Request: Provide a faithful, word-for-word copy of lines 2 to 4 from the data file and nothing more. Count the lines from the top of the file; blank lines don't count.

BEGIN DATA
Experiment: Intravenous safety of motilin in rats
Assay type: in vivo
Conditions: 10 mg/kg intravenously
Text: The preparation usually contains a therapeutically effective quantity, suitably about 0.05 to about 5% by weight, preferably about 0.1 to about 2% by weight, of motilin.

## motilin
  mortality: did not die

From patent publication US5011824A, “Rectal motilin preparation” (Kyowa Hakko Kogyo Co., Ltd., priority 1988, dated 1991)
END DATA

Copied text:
Assay type: in vivo
Conditions: 10 mg/kg intravenously
Text: The preparation usually contains a therapeutically effective quantity, suitably about 0.05 to about 5% by weight, preferably about 0.1 to about 2% by weight, of motilin.